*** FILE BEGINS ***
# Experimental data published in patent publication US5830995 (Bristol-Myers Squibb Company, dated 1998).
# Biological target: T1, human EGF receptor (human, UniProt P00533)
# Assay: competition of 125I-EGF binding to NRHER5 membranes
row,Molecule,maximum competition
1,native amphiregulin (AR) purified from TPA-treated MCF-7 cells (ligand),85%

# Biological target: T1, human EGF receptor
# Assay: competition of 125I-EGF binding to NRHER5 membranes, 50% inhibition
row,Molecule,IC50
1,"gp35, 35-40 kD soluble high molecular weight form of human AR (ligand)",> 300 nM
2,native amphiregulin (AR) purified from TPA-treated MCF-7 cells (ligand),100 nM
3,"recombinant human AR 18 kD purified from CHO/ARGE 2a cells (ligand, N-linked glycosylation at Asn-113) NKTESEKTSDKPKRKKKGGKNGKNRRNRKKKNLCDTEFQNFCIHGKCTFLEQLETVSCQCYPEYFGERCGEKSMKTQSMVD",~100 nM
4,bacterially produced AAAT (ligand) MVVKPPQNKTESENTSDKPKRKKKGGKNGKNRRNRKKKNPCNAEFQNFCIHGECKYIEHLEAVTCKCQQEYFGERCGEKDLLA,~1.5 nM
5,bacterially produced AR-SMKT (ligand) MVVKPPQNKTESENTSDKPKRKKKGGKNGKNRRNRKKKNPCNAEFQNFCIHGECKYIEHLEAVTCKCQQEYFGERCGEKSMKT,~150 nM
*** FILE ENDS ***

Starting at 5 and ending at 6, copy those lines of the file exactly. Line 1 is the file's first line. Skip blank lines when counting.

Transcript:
1,native amphiregulin (AR) purified from TPA-treated MCF-7 cells (ligand),85%

# Biological target: T1, human EGF receptor